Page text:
When the angels were forbidden to interfere with man, the Archangel
Michael discovered a way to use an angel's very essence to create a half human, half angel protector for mankind. They call them the Countervail. Every generation a new Countervail is born.
Written By: Michael Rye
Directed By: Michael Rye
Consistency. This word is probably one of the single most important words for an indie director. It's also a word writer/director Michael Rye needs to put at the front of his mind at all times, which brings us to "Darker Than Night: Lucas Rising", the second episode of this emerging new series. This independent show has the potential to really be something cool to watch, even to wait for if released in increments. Now, in it's fledgling state, "Darker Than Night" is an above average series with some interesting concepts driving the narrative, as I'll get into below. Right now however, it's just really up and down; from being truly excellent one scene to hollow and scripted the next. Not much middle ground. My real fear is that fellow directors, writers and producers may accept and forgive most of the up and down nature of the show; casual viewers however, will probably not be as patient.
The biblical origins and interpretations are certainly very cool and to some extent really freshen up a cliche genre. We even have a few slightly humorous moments stuck into the darker content. I just really feel the potential of the series took a slight downturn over issues that could easily have been resolved. Still though, "Darker Than Night" is a solid piece of supernatural entertainment that I expect will greatly improve and gain a much larger audience.
The camera work presented for "Darker Than Night" is my biggest complaint regarding the show. Not because it's horrible, but because nothing screams independent like a shaky, a-la-Blair Witch cinematic style. Well, that and audio issues... but I'm getting side tracked. A huge chunk of this show is made up of jarring shaky shots that really don't do much for it. I've heard all the excuses before: It shows drama or excitement, or that someone just didn't have the money to pay for more complex and stable shots. Simple fact is this: It doesn't take much to set up a tripod and lock off your shots! You may think it's boring but the viewer is thanking you the entire time! Sure, some big budget studio films use this shaky method. But not always, and when they do use it they have the gear and talent to make it look good. I always preach to steer clear of the Blair Witch syndrome, yet it still sits high and mighty atop the list of things people visualize when they think independent. Advice? Stick with the tried and true cinematic formula. Locked shots are nicer on the eyes than bouncing ones.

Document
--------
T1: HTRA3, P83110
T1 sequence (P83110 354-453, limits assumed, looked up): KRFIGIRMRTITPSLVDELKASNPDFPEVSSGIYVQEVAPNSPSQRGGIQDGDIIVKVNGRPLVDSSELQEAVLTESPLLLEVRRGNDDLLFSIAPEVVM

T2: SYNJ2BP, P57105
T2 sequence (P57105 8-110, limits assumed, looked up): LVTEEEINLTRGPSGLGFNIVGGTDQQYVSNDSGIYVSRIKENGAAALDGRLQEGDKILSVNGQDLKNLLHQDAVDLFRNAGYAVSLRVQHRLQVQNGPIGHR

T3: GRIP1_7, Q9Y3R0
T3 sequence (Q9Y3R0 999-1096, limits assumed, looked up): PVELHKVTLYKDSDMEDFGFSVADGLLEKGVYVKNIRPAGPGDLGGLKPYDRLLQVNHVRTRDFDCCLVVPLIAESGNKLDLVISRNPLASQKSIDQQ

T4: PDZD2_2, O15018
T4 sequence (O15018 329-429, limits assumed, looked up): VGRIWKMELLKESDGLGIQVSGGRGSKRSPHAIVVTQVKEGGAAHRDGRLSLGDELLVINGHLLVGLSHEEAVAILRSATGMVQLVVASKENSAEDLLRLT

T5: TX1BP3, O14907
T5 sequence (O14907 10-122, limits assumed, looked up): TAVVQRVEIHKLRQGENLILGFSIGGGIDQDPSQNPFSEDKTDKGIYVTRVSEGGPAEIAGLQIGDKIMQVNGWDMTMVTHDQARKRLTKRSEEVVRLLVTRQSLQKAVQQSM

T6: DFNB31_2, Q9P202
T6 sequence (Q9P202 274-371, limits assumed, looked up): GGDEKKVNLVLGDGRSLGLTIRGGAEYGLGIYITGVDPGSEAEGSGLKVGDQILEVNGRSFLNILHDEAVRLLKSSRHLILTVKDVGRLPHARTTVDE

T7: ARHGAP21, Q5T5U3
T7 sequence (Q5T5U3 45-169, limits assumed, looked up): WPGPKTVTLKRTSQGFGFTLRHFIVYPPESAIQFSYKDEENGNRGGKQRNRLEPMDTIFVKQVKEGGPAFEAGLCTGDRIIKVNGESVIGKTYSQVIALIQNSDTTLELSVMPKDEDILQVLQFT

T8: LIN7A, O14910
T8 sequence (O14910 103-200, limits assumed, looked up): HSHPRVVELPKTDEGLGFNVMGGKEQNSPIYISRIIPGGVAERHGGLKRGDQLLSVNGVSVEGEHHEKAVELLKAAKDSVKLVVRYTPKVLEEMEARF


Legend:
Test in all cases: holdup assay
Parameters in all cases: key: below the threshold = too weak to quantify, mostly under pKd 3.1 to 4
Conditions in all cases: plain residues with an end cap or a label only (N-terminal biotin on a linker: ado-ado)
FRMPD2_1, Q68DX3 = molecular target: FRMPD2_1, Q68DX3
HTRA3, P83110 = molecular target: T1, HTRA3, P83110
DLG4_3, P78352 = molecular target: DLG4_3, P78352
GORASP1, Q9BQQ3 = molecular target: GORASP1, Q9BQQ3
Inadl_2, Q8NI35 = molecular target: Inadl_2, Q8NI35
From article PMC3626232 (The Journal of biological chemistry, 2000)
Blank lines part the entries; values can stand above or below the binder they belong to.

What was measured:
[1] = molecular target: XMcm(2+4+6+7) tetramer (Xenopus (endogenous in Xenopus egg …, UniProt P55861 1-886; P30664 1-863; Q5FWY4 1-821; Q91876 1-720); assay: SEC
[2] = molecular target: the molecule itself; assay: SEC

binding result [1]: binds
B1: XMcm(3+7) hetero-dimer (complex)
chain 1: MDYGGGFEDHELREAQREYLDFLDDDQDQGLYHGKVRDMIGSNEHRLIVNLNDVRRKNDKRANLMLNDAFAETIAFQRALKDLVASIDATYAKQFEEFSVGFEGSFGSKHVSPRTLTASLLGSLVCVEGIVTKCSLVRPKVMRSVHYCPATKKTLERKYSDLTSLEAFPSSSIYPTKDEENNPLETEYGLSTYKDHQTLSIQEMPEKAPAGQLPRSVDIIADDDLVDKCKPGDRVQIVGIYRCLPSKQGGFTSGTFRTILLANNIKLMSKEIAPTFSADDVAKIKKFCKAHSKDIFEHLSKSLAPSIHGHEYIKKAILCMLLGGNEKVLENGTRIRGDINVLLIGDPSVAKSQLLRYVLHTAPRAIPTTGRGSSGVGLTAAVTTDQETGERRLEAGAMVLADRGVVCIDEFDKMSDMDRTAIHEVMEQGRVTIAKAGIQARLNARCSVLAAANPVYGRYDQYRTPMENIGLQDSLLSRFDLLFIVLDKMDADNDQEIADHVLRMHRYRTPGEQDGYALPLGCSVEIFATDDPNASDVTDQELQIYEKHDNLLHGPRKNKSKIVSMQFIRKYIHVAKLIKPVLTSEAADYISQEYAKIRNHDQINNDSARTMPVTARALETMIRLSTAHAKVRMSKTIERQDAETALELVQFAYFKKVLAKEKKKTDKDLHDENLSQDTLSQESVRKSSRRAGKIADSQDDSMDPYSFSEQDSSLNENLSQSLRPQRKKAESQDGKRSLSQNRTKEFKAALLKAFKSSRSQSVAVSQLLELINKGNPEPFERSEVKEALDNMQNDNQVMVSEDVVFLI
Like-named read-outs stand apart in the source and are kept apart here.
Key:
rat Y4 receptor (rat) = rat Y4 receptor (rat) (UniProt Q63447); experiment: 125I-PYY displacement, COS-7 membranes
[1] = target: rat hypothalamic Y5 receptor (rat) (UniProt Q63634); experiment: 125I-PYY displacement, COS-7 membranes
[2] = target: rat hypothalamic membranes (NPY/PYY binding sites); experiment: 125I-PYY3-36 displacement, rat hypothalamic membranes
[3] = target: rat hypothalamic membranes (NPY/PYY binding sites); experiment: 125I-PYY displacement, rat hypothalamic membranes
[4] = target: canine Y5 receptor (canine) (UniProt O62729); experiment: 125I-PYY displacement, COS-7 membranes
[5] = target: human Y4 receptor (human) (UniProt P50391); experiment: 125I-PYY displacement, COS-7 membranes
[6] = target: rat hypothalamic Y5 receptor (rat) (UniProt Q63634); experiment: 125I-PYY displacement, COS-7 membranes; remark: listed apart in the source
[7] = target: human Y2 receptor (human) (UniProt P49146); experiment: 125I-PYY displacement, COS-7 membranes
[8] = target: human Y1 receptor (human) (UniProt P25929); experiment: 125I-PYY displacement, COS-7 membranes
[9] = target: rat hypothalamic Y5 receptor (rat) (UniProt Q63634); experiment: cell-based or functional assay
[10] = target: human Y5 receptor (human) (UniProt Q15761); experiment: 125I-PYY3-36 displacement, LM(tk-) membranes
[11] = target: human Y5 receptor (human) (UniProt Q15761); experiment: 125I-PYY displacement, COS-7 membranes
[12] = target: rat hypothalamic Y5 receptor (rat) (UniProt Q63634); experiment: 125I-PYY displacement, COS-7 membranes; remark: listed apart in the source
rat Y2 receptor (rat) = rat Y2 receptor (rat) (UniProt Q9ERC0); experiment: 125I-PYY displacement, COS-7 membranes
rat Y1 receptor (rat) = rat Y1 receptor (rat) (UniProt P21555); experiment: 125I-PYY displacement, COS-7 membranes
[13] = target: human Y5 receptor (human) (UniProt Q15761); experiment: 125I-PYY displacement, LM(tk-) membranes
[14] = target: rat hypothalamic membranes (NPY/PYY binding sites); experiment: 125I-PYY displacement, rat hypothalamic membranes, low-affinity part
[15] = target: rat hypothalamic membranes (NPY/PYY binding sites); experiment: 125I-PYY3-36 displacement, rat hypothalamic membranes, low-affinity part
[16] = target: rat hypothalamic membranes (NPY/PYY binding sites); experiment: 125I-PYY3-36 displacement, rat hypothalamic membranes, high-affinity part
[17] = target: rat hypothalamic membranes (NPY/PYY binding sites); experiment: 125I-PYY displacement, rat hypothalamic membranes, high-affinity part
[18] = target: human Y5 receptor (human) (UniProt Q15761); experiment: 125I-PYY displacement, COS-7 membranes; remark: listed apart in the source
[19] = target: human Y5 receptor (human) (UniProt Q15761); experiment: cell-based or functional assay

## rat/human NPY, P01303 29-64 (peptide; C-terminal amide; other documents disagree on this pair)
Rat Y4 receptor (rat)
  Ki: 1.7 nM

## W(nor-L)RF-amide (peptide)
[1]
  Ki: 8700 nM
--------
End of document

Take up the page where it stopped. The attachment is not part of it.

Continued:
Aside from that, the editing and pacing worked for the most part, making the 40 minute run-time seem much less. A few instances of hollow acting did occur however, and I think most could have been edited out without harming the story Michael Rye is spinning. Even with just some creative video editing. I'm by no means writing that everyone pulled off an Oscar worthy performance, I'm just saying that overall there's some good stuff mixed into this production. The writing itself? So far things seem on-track and easy to follow, with some interesting concepts I would love to see elaborated on. As a complete package, lensing aside, "Darker Than Night" is a solid production that if continued will probably improve drastically with each episode.
In the end, as I'm sure you guessed this wasn't a perfect series by any stretch. But it was still a damn good one. I feel with a little more attention to detail we could have a real winner here, with the potential to catch on drawing in both seasoned and casual viewers alike. When you got some time check this one out, maybe start with the pilot episode though. Links can be found to the left of this write-up.
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